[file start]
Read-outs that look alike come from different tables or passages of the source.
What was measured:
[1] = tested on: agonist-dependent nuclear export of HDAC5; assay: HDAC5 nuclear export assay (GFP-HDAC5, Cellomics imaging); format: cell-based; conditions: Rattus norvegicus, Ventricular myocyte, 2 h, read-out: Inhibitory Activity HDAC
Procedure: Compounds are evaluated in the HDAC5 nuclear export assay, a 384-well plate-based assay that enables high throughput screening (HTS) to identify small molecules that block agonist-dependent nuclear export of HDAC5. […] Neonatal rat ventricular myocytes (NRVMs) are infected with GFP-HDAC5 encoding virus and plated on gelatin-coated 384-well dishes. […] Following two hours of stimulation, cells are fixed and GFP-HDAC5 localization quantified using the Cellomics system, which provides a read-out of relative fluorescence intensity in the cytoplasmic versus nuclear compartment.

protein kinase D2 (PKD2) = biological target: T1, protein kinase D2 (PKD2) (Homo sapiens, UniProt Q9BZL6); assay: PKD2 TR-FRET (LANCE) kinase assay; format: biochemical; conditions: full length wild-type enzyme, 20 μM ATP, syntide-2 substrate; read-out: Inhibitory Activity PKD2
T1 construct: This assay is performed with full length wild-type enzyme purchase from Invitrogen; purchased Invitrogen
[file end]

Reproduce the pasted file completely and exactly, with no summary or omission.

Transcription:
Read-outs that look alike come from different tables or passages of the source.
What was measured:
[1] = tested on: agonist-dependent nuclear export of HDAC5; assay: HDAC5 nuclear export assay (GFP-HDAC5, Cellomics imaging); format: cell-based; conditions: Rattus norvegicus, Ventricular myocyte, 2 h, read-out: Inhibitory Activity HDAC
Procedure: Compounds are evaluated in the HDAC5 nuclear export assay, a 384-well plate-based assay that enables high throughput screening (HTS) to identify small molecules that block agonist-dependent nuclear export of HDAC5. […] Neonatal rat ventricular myocytes (NRVMs) are infected with GFP-HDAC5 encoding virus and plated on gelatin-coated 384-well dishes. […] Following two hours of stimulation, cells are fixed and GFP-HDAC5 localization quantified using the Cellomics system, which provides a read-out of relative fluorescence intensity in the cytoplasmic versus nuclear compartment.

protein kinase D2 (PKD2) = biological target: T1, protein kinase D2 (PKD2) (Homo sapiens, UniProt Q9BZL6); assay: PKD2 TR-FRET (LANCE) kinase assay; format: biochemical; conditions: full length wild-type enzyme, 20 μM ATP, syntide-2 substrate; read-out: Inhibitory Activity PKD2
T1 construct: This assay is performed with full length wild-type enzyme purchase from Invitrogen; purchased Invitrogen